The purpose of this chapter is to convey the basic idea underlying this book. To this end we will first describe conventional server-centric IT architecture and sketch out its limitations (Section 1.1). We will then introduce the alternative approach of storage-centric IT architecture (Section 1.2), explaining its advantages using the case study ‘Replacing a Server with Storage Networks’ (Section 1.3). Finally, we explain the structure of the entire book and discuss which subjects are not covered (Section 1.4).
1.1 SERVER-CENTRIC IT ARCHITECTURE AND ITS LIMITATIONS
In conventional IT architectures, storage devices are normally only connected to a single server (Figure 1.1). To increase fault tolerance, storage devices are sometimes connected to two servers, with only one server actually able to use the storage device at any one time. In both cases, the storage device exists only in relation to the server to which it is connected. Other servers cannot directly access the data; they always have to go through the server that is connected to the storage device. This conventional IT architecture is therefore called server-centric IT architecture. In this approach, servers and storage devices are generally connected together by SCSI cables.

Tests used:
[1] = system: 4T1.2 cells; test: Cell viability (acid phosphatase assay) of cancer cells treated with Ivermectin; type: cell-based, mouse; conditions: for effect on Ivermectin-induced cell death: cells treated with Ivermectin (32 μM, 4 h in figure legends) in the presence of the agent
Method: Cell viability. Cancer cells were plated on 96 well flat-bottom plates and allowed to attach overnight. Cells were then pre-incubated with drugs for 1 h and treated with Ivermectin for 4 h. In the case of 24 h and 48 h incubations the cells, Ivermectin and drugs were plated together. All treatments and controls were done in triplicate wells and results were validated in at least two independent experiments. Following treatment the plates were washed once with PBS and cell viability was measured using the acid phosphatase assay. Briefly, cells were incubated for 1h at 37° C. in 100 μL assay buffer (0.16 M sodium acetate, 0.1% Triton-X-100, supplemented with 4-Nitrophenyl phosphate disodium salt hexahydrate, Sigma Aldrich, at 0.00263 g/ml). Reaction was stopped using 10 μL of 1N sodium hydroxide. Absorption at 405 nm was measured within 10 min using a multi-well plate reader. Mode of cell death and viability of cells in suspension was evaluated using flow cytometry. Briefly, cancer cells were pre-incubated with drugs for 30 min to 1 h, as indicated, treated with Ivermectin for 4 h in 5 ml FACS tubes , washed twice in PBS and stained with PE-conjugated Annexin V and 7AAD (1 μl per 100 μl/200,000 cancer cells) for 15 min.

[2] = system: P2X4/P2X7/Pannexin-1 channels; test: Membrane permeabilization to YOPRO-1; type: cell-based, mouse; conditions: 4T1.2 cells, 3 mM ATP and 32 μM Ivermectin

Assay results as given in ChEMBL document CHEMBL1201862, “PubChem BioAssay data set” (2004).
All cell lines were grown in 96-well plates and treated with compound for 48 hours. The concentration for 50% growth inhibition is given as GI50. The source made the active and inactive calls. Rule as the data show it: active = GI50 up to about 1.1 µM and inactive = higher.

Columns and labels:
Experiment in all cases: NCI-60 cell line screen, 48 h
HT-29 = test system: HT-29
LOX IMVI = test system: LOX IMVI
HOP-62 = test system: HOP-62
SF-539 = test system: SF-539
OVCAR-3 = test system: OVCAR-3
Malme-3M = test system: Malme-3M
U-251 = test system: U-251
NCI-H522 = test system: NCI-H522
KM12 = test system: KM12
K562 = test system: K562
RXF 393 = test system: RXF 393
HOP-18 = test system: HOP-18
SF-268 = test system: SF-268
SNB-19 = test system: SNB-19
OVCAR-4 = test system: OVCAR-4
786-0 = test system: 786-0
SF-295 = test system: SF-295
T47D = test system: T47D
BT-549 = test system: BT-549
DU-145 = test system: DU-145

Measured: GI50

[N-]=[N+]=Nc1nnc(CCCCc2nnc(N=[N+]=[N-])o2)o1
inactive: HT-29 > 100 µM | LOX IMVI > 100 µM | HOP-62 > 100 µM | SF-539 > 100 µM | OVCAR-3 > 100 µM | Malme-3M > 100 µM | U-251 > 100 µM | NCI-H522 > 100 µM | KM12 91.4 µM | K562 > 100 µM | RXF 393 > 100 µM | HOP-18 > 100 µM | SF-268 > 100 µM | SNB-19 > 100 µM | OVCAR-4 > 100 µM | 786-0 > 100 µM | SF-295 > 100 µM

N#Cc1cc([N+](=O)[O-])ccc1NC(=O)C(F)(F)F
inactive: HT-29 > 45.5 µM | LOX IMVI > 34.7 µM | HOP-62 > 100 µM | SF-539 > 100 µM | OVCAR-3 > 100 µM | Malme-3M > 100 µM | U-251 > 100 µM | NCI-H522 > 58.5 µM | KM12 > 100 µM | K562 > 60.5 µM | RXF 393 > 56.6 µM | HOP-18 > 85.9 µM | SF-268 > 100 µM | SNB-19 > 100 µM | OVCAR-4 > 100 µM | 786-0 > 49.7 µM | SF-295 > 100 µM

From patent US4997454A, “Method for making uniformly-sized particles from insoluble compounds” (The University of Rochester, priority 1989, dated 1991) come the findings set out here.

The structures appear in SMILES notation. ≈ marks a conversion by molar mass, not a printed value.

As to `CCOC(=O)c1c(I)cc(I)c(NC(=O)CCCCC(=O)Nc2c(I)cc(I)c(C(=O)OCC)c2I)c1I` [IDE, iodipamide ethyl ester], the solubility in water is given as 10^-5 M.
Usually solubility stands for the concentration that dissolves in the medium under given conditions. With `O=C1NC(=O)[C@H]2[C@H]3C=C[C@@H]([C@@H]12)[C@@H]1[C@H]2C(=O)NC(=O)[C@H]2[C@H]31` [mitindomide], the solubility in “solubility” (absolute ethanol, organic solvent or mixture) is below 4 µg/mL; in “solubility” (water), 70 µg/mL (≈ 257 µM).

As mentioned above, in conventional server-centric IT architecture storage devices exist only in relation to the one or two servers to which they are connected. The failure of both of these computers would make it impossible to access ...